Monin Pina Colada Syrup
Monin Pina Colada Syrup is just one of a delicious range of flavours, used by coffee shops such as Costa Coffee and enjoyed across the country and further afield.
The bottles come in a 70cl Glass Bottle, and a 1l Plastic bottle variation which is ideal for bars, cafes and coffee shops, but can also be used at home.
One of the finest exports from Puerto Rico, Pina Colada is a fruity cocktail which is popular across the globe and for good reason. Packed with coconut, pineapple and rum, the iconic beverage brings a sweet and fruity flavour to the party. For a recreation of this drink, which is completetly alcohol free, look no further than Monin Pina Colada Syrup. Within seconds, you can add an exotic Caribbean twist to a plethora of drinks and desserts!
While there is no doubt about it beginning life in Puerto Rico, there are multiple origin stories which revolve around the Pina Colada. Depending on which narrative is followed, the first cocktail of its kind was either crafted in a bar during the mid-1900s, or its existence began aboard a 19th century pirate ship.
The latter is, understandably, the most contentious account of the Pina Colada tale. This story claims Roberto Cofresí, a Puerto Rican pirate, crafted the beverage as a way of boosting the morale of his crew. Instead of the usual grog that had been served up, he purportedly threw together a drink with rum, coconut milk and pineapple juice the key elements of a Pina Colada. Yet legend states the recipe was taken to the grave by Cofresí, meaning proof for this account of the story is essentially non-existent. In addition, a key ingredient for Pina Colada, Coco Lopez, hadnt been invented at the time, meaning this 19th century version of the drink would have failed to match its modern-day counterpart.
As for the most commonly accepted story about the Pina Coladas creation, this belongs to bartender Ramon Monchito Marrero. Working in 1954 at the Caribe Hilton, one of San Juans most upmarket luxury hotels at the time, Marrero was reportedly asked to invent a signature drink which captured the flavours of Puerto Rico. After apparently spending three months trying to come up with the perfect concoction, Marrero hit the bullseye. His rum, pineapple juice and cream of coconut mix proved to be a hit with hotel management, customers and celebrities alike.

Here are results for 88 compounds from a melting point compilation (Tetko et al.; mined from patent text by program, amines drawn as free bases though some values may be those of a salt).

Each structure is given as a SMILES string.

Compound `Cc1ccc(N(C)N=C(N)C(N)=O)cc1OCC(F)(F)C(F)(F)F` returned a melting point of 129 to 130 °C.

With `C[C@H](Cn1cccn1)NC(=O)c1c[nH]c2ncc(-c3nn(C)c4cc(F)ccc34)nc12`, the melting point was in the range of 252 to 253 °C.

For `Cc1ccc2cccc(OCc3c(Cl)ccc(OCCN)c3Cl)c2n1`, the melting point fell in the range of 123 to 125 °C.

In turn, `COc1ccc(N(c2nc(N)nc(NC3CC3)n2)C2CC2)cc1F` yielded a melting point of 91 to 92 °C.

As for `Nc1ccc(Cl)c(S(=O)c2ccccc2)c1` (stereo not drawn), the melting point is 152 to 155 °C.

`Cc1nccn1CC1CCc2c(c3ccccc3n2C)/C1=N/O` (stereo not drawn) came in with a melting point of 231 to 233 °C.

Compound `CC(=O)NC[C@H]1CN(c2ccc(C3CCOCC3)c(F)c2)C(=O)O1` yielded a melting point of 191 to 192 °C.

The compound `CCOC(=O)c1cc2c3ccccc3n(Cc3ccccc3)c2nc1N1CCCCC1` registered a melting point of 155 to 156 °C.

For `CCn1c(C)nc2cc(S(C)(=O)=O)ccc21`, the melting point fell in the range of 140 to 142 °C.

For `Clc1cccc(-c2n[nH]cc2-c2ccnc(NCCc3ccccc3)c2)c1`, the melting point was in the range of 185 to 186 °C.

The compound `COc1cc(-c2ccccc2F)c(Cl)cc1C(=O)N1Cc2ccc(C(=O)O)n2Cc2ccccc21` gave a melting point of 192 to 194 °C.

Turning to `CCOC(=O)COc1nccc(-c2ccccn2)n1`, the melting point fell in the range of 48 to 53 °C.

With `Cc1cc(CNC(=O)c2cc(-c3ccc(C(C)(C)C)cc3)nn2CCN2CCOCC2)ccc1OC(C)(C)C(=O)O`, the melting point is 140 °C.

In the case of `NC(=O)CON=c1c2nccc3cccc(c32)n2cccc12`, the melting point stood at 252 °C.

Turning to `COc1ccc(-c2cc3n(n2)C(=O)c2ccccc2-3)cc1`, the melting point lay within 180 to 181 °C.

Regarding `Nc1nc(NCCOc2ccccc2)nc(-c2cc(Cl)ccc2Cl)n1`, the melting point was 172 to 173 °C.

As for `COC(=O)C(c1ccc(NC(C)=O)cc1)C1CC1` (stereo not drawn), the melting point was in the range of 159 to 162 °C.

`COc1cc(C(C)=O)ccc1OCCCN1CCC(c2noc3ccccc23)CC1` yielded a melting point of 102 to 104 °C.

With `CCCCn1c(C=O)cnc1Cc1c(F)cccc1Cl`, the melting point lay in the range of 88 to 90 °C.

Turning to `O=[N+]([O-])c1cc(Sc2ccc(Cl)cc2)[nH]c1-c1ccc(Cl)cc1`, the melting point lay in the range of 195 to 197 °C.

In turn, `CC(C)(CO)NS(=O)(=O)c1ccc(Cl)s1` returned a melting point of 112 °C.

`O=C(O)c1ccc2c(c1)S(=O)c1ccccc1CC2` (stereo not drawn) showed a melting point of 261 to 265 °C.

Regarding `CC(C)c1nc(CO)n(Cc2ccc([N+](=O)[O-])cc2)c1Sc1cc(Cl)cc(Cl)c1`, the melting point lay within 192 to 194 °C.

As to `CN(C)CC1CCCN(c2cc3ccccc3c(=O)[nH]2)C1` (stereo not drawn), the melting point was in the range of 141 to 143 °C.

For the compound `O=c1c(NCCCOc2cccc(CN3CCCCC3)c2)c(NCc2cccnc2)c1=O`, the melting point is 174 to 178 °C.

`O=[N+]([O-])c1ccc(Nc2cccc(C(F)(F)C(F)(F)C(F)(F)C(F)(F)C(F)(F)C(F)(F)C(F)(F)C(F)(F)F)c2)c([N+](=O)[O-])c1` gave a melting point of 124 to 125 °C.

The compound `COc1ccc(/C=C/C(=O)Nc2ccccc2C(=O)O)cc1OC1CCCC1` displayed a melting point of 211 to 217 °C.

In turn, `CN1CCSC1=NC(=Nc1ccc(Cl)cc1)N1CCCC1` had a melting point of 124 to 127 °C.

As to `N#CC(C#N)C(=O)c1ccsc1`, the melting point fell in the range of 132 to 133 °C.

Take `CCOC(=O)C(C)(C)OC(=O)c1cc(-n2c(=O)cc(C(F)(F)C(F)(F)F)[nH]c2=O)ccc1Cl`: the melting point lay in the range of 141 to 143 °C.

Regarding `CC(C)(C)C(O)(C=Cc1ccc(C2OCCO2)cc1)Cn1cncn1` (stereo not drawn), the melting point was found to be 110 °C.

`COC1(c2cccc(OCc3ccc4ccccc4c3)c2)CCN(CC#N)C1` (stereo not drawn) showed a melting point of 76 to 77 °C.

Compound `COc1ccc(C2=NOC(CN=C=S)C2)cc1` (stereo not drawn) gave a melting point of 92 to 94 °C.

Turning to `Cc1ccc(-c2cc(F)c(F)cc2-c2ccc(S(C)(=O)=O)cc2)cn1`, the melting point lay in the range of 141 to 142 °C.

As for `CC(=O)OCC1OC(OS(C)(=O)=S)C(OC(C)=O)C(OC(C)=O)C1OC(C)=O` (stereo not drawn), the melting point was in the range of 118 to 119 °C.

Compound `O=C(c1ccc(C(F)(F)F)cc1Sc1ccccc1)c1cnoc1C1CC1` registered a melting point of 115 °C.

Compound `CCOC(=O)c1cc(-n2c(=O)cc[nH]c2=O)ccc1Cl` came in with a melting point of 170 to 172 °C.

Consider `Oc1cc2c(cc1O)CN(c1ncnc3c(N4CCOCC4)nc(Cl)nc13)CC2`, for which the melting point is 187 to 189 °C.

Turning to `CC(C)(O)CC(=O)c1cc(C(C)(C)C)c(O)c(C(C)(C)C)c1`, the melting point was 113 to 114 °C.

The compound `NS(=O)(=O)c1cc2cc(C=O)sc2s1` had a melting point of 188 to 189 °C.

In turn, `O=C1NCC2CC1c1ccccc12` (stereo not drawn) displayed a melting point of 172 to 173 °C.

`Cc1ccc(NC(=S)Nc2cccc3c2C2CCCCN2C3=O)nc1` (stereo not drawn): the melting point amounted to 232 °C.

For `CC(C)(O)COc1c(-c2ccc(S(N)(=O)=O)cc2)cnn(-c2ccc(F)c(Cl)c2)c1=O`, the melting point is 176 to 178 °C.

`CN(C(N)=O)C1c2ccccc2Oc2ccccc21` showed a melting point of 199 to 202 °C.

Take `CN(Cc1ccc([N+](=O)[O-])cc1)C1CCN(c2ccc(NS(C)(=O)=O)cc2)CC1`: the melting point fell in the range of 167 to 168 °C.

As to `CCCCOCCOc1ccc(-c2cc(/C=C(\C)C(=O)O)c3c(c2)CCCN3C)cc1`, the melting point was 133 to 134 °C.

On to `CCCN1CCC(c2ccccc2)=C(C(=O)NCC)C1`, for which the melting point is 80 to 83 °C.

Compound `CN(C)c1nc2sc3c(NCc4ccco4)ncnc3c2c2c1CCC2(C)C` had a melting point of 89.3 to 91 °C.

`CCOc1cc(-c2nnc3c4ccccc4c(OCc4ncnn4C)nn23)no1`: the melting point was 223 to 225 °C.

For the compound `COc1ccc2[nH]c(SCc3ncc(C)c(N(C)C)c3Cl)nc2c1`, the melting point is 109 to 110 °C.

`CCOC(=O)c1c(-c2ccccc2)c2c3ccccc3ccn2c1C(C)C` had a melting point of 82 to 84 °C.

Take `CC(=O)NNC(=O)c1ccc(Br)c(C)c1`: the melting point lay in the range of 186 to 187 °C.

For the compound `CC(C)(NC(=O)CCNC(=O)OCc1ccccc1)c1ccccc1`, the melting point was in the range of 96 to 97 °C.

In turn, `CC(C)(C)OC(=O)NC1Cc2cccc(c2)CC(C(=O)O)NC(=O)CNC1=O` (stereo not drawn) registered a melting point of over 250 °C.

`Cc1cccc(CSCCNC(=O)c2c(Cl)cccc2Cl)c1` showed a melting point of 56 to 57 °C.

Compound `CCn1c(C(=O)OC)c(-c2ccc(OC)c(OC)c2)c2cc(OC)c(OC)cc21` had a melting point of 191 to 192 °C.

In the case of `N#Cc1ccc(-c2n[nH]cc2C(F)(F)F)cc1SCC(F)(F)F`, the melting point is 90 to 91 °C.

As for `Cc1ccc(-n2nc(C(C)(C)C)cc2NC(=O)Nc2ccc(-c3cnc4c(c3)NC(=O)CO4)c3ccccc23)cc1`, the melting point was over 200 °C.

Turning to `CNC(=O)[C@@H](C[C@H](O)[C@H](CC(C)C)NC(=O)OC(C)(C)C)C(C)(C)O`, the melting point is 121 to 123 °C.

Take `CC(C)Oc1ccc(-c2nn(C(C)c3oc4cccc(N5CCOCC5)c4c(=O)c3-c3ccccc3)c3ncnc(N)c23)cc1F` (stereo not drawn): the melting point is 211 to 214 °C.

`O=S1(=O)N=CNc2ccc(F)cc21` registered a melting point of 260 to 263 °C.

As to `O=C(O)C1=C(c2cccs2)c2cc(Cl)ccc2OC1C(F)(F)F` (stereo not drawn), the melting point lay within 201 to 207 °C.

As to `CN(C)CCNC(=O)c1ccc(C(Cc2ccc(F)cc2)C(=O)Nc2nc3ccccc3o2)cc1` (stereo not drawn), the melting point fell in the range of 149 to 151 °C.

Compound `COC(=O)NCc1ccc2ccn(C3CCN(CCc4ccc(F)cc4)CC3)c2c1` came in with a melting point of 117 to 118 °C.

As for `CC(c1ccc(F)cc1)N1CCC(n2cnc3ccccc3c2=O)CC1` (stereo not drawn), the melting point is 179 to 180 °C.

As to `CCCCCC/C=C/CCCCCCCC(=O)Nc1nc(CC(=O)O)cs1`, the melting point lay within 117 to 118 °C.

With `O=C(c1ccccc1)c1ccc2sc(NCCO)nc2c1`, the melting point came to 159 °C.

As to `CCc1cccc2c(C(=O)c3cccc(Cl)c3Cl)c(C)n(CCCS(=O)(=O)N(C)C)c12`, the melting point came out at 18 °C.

At least, that is assuming Marrero was the one who actually came up with the recipe. Ricardo Gracia, a Spanish barman who worked alongside Marrero at the Caribe Hilton, claims he devised the Pina Colada. His interpretation states the cocktail was made by accident. During a strike in 1954 which led to a shortage of coconuts, he didnt have his usual drinking container a hollow coconut that held a popular drink which comprised rum, crushed ice and cream of coconut. Needing to improvise, and instead of settling for a regular glass, Gracia hollowed out a pineapple and used that instead. When the addition of pineapple got a positive reaction, he decided to add pineapple juice to the original coconut-based drink, creating the Pina Colada.
Theres also another hotspot in San Juan which claims to be the birthplace of the Pina Colada. Restaurant Barrachina, which opened its doors in the late 1950s and became renowned for its Spanish cuisine, purports the cocktail was conceived on their premises in 1963. For the non-believers, the restaurant even has a marble plaque beside its entrance detailing the story.
Regardless of its origins, Puerto Rico declared the Pina Colada as its national drink in 1978.
Iced Pina Colada Latte with Whipped Cream
For a cool, fruity blast of coffee goodness, look no further than this iced Pina Colada latte recipe. It takes the classic iced latte and flips everything upside down with the inclusion of Pina Colada. if you needed further convincing, the drink also boasts a coconut-flavoured whipped cream garnish, which you can make at home with a whipped cream dispenser and cream charger.
What you will need:
- First of all, grab a suitable glass and fill this with ice. Now add the following ingredients in order: Monin Pina Colada Syrup, espresso and milk. With everything in the glass, stir well to ensure all of the flavours have combined well.
- For the second part of this recipe, a whipped cream dispenser is required. When you have one available, open it up, pour in the Monin Coconut Syrup and fresh cream, and ensure the dispenser is closed securely. At this point, dont forget to screw in a cream charger otherwise the next part of the process wont work. Shake the dispenser energetically for up to ten seconds, giving the chance for the coconut syrup to fully blend with the cream. To finish, squirt the fluffy whipped cream on top of the iced latte.